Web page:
MA Web Design & Content Planning

Preparing for study

Our MA programme is intensive and fast-paced. Our students are expected to be motivated independent learners. For most students, that means the programme can successfully be negotiated only by applying a great deal of hard work. However, you can make your life much easier if you prepare well for the programme before it begins.

The purpose of this page is to point you in the direction of some learning materials that you should use in order to prepare yourself for the programme. It is especially important that those with little or no background in web design start studying early. Although the programme assumes no prior knowledge, you will give yourself a major advantage by at least reading through the materials recommended below.

Do I need to buy books?

Not necessarily. We are very fortunate that there is a great deal of good quality learning material available on the web for free. Use the material listed below to acquire a good understanding of web design basics.


Developing a good understanding of the Web landscape is a key first step. Read this book first.


Familiarising yourself with the fundamentals of HTML and CSS is the second step and there's a choice: use either the two Code Academy interactive tutorials or the Shay Howe tutorials.


We always aim for a balance between coding and design because in the context of the Web, the two are inseperable and, in fact, in many cases they are one and the same.

Further Reading

Once you have covered context and coding, you'll be ready to deepen your understanding. The three books below will help you do this.


There are many online references for Web Design, some better than others. We recommend the one below.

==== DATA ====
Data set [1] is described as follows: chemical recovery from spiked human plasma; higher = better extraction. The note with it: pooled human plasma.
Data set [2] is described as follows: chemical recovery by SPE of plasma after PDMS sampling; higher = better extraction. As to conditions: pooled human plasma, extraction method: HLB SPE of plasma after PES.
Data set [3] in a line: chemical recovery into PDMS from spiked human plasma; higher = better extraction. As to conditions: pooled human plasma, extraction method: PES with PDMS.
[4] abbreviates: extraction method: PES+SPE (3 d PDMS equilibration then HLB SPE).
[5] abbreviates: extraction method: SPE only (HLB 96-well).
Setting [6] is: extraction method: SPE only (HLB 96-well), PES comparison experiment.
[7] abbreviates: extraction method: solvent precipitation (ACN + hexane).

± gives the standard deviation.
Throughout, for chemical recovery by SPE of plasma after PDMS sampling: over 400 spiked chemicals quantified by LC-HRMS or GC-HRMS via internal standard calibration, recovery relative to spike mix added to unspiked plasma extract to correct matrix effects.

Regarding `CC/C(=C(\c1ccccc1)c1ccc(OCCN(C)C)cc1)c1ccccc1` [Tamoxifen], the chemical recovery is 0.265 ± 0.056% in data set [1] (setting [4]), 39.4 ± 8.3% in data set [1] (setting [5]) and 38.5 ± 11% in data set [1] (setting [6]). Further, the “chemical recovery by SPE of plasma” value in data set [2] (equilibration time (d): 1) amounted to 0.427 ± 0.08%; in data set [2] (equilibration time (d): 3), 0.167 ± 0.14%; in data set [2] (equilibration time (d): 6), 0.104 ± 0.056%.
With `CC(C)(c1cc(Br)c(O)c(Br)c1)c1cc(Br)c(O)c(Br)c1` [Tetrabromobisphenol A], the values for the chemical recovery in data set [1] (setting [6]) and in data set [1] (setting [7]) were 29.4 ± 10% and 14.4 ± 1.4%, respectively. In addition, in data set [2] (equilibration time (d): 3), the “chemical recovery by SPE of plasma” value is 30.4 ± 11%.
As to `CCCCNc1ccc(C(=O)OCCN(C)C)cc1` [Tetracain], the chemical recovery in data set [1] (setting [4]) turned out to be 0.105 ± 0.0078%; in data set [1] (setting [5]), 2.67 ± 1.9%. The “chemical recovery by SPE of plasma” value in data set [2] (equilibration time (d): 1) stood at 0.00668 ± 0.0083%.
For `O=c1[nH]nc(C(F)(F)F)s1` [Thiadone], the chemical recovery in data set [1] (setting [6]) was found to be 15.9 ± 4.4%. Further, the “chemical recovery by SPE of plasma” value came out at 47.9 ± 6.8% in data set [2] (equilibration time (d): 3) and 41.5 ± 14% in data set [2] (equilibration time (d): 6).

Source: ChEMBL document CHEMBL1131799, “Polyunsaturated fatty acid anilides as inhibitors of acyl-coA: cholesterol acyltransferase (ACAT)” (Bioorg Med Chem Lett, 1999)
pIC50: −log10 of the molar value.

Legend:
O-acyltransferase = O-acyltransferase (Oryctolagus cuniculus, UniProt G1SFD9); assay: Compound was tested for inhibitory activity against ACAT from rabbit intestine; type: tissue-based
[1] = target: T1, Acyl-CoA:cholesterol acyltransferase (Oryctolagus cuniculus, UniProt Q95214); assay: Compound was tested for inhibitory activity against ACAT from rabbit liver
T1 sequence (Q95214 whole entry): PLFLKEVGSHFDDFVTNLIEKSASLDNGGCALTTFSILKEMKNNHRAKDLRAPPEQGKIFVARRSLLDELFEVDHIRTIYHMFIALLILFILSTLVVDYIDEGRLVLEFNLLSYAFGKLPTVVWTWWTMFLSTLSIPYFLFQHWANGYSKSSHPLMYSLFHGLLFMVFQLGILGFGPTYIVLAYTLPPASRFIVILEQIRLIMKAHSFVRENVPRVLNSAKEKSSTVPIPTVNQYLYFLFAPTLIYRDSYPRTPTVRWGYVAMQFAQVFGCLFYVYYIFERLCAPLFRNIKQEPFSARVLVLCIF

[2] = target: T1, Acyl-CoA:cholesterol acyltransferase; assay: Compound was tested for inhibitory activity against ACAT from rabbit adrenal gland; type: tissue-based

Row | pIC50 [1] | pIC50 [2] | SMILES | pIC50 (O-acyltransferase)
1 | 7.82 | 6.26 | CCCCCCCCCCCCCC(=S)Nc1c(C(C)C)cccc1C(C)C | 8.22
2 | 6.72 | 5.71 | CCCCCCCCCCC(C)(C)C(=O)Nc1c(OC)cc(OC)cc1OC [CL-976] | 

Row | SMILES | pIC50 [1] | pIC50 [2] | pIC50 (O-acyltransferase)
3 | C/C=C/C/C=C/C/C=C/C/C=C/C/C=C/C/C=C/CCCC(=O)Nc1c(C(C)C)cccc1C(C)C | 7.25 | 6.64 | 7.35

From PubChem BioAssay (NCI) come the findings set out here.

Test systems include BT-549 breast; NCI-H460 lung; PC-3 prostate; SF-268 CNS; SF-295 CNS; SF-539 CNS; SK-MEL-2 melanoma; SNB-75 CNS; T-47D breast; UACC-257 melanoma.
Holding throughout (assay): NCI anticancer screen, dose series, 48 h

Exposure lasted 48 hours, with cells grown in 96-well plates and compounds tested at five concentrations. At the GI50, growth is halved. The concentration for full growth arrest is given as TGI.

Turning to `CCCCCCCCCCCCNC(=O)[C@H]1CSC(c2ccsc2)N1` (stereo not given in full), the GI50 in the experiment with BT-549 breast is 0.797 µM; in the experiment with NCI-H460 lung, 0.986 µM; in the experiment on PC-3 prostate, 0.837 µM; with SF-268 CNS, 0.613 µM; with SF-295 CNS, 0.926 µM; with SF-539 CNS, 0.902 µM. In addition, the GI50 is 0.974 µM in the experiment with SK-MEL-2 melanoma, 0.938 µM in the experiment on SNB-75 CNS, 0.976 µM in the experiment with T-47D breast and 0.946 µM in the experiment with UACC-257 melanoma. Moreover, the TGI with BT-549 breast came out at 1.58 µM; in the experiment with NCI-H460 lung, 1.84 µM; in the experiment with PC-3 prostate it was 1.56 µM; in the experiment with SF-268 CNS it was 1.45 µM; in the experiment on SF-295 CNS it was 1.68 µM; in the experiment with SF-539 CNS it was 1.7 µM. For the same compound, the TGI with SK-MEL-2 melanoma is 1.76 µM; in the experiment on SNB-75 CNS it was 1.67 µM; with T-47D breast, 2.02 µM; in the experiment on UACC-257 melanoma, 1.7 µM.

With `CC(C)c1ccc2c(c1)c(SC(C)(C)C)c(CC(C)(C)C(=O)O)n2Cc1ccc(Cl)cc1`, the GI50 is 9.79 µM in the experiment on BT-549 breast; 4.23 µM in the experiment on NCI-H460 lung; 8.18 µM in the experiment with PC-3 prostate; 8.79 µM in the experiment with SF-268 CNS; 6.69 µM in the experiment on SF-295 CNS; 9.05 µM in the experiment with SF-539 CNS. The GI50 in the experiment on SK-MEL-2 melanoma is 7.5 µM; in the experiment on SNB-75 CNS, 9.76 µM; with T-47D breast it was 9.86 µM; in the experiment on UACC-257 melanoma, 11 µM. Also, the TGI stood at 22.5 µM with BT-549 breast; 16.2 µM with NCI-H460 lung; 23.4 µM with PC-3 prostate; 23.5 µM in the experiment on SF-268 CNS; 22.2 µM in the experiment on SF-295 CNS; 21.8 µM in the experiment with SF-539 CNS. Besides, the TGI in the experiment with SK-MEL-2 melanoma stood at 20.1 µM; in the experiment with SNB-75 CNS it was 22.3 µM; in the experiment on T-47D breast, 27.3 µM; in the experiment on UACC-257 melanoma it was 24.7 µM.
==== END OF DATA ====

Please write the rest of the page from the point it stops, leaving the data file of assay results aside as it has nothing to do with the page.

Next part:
What if I prefer reading paper books?

That's just fine — in fact, there is even more scope for finding learning materials that suit the way you learn if you prefer books.

Those of you who already have some experience of web design may have your favourite texts but for those who are absolute beginners, we recommend the following 2 books to start with:

Of course, there are many books on web design that you could read to prepare yourself for this programme. To some extent, your choice of reading will depend on your background but you could take a look at our suggested web design books list for more ideas.

Treehouse website

I learn best by watching videos

That's OK too but we recommend you spread your learning across a range of media. Active learning is always best, so make sure you follow up on any examples in videos with some hands-on work rather than just watching them. Of course there are 1000's of videos on YouTube that you could watch but ideally you should look for a series of video lessons that give a good introduction to the subject. If you're looking for a free video course, the HTML5 & CSS3 Fundamentals track at Microsoft's Channel 9 is very good. You'll find other useful tutorials at Treehouse, which has a free 7-day trial but don't spend any money just yet because students on this programme get full access to

Isn't Web Design changing all the time?

Yes, it's a fact, learning about web design is only half the battle. Keeping up with new ideas, changing techniques and evolving standards is also very important. Fortunately, there are a number of excellent sources of information that will keep you informed of contemporary issues.


We list some of our favourites below. The first two are crucial and we recommend you visit them regularly (once a week), the others are worth visiting monthly.

A List Apart

* Not to be missed!

If you have an iPhone, iPad or an Android smartphone or tablet, we recommend the Feedly mobile app as a great way to always have the latest articles at your fingertips.

It's not always convenient to read articles when you stumble upon them but fortunately, there's an app for that too. Use Pocket to store useful articles so you can read them at a more convenient time.


There are plenty of design and Web related podcasts available and if you have a lengthy commute or you sit at a computer for extended periods, listening to podcasts can be an efficient use of time. Here are a couple you may find useful:

Print magazines

For general industry news, articles and tutorials in a more traditional format, we highly recommend Net Magazine. You will find a 12 month subscription an excellent investment.


Twitter is the place where web designers sound off and discuss code and design. It's also the place to be if you want to keep up-to-date with the world of web design. We encourage all our students to get involved. Here is a starter pack of 25 people you should follow:Twitter